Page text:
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Rated: 13+ · Short Story · Comedy · #973913
Ever take animals home? Well taking home this critter goes all wrong.
         I’ll never forget Harvey. Two days ago I strolled through the thick evergreen forest behind my house. My footsteps softly crunched over the blanket of pine needles, and the sweet tang of sap wafted into the air. The animals of the forest were oddly quiet, which usually meant a predator was near. Looking around cautiously, I heard a tiny “chirrup.” The little noise didn’t sound like any bird or beast I knew, so I followed the sound.
         My ear led me to a large, mossy stone half sunk in the pine needles. I began to worry about committing myself to the local psychiatric ward, but I heard it again. The little “chirrup” sounded like it came from under the rock! Although the rock looked like it weighed more than I could ever lift, I easily pushed the stone aside to reveal…nothing. Only a few earthworms, a couple pill bugs, and a line of ants squirmed and scattered in the dirt. I looked over at the rock. When I rolled the rock over, something rolled inside of it. On the underside of the rock was a hole. “Chirrup chirrup chirrup chirrup” emanated from the hole. Figuring that nothing sounding so cute could be dangerous I reached inside the hollow stone and felt a furry, wriggling ball.
         The tiny blue-grey creature sat in my hand. He had the face and body of a hedgehog, and plush fur and tail of a chinchilla. And the back legs of a kangaroo rat, I added to myself as he leapt into my lap. His iridescent blue eyes gazed intently at me, while his wriggling nose worked on my scent. “Chirrup” he said to me, his tiny body bouncing. I had to take him home, of course. The whole way home I was so preoccupied with little Harvey, as I named him, that I forgot about the hollow rock. After all, a creature that cute needs all my attention.
         I took him to my bedroom and placed him on the bed. After telling him not to move, I raced to the kitchen to raid the fridge. Good thing Mom and Dad were gone for the weekend. I wasn’t sure what the fuzzy rodent would like, so I brought him a variety of things to choose from: an apple, a bag of croutons, a couple cashews, a few graham crackers, some grapes, and a Twix (for me). Little Harvey ate the apple, the bag of croutons, the cashews, the graham crackers, the grapes, and my Twix. I was worried that the little guy would get sick, but after cleaning me out, he still looked hungry. He also looked a bit bigger. I spent all day and most of the night feeding Harvey anything I could find. He continued to eat and he continued to grow. He even ate things that weren’t food: pencils, my tennis shoes, and the closet doorknob. By the time I put him in the old dog kennel for the night, he was about the size of a cocker spaniel.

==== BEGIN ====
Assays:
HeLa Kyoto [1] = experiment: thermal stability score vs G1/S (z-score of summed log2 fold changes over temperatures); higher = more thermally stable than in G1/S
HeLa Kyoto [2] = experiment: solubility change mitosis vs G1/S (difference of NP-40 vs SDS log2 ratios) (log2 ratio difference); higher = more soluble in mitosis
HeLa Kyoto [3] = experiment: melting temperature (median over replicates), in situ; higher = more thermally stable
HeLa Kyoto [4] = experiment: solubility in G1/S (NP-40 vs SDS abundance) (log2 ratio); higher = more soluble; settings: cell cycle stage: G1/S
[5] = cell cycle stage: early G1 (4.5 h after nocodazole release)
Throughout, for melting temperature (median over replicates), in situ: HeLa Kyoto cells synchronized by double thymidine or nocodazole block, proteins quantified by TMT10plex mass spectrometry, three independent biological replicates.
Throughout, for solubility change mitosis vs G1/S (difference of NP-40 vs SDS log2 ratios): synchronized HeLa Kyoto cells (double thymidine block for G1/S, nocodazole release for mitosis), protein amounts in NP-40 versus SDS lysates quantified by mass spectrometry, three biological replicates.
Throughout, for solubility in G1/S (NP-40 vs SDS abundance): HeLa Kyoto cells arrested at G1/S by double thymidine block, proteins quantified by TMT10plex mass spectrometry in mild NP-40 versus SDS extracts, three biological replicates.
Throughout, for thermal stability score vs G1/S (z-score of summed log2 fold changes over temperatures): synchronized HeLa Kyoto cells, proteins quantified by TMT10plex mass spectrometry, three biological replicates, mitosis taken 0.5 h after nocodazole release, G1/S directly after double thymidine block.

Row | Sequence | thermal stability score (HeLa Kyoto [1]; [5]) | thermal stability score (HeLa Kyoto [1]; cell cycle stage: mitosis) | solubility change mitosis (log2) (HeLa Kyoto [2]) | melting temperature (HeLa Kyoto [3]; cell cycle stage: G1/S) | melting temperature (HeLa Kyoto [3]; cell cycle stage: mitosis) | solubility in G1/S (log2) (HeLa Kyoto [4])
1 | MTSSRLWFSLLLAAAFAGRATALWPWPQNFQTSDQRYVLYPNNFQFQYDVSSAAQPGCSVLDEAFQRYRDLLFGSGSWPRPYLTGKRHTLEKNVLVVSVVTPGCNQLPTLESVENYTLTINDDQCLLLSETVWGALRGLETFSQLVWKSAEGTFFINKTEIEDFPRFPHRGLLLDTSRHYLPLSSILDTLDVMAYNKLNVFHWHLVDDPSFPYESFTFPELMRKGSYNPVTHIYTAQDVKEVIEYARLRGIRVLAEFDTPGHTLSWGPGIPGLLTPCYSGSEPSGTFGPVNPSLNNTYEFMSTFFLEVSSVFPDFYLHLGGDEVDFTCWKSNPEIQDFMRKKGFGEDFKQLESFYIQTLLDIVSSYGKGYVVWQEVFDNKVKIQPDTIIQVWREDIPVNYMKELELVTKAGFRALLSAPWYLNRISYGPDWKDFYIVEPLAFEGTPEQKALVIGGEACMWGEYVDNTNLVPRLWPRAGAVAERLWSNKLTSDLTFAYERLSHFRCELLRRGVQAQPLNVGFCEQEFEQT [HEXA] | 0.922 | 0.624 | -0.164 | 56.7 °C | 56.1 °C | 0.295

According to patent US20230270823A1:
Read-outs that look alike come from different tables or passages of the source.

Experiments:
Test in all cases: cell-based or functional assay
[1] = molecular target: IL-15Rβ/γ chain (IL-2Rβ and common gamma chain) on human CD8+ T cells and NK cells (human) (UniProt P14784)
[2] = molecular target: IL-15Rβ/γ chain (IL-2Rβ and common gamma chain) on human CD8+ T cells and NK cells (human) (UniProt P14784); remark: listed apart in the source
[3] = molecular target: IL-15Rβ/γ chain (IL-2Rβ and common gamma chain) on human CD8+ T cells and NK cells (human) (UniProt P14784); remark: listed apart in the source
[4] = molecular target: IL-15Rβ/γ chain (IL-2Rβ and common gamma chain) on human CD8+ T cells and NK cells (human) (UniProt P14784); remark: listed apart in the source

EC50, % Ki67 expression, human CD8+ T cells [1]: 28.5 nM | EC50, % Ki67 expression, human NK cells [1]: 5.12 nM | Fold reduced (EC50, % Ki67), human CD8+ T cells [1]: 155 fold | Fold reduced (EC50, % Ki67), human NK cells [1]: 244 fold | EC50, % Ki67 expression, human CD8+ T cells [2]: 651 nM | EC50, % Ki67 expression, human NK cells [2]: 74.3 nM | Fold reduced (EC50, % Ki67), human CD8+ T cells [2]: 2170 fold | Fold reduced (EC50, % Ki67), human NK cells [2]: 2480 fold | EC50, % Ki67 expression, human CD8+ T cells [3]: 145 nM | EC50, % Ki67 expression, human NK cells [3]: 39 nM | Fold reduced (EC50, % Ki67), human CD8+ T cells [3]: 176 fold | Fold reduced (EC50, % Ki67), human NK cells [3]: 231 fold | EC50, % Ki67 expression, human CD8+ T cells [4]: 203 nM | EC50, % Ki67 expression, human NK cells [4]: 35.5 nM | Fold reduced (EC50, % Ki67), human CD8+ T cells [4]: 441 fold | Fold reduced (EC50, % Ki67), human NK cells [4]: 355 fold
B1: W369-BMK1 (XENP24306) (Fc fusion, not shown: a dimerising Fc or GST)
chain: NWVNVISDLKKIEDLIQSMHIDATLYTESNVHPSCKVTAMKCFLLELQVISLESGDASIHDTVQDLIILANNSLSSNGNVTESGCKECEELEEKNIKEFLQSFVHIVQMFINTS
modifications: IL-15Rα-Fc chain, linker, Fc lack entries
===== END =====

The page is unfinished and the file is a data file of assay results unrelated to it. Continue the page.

The next day, after a breakfast of eggs and the sock drawer (I had the eggs and he had the sock drawer), we took a trip to the grocery store. I tied Harvey’s leash to a signpost behind the store by the semi loading bays. I figured it would be the safest place for him while I shopped. When I came out of the grocery store with a cart full of food, Harvey was nowhere to be seen. Desperate to find my big, cute, fuzzy friend, I left the cart and started to search the prickly shrubs surrounding the building.
         That’s when I heard the first scream. Shrill cries originated from somewhere in the grocery store, and people bursted out of the doors of the store. Dashing inside, I found Harvey munching in the frozen food section. He was working on a bag of mixed vegetables while looking eye-to-eye with the store manager. I hoped to catch Harvey before too much damage was done, but upon seeing me, the giant rodent took off. Weaving through the aisles, I spotted Harvey’s head bumping into the hanging signs. When I arrived at Harvey’s final location, I discovered he had already cleared every can of food from Aisle 3 except the olives.
         I pleaded with Harvey, I begged Harvey, but he simply looked at me and replied with a rumbling “Chirrup.” That’s when a daring cop rushed around the corner and bumped into Harvey. That is also when Harvey’s taste expanded. With one fuzzy paw, Harvey knocked the flailing officer to the floor and drooled. “Stop Harvey!! No!!” I screamed. I jumped in front of the prone police officer, scolding the insatiable furball, “Harvey, you don’t eat people! No! That’s wrong! Stop right now!” Holding my breath, I waited for Harvey’s reaction.
         Sitting here now, I have to say I had been pretty brave. I had risked my life for someone I didn’t even know. I probably made quite a sight—little ol’ me not backing down to a monstrous and hungry creature.
         Oh yes, I’ll never forget Harvey. I can’t forget with the walls of his stomach here to remind me…at least until I get digested.
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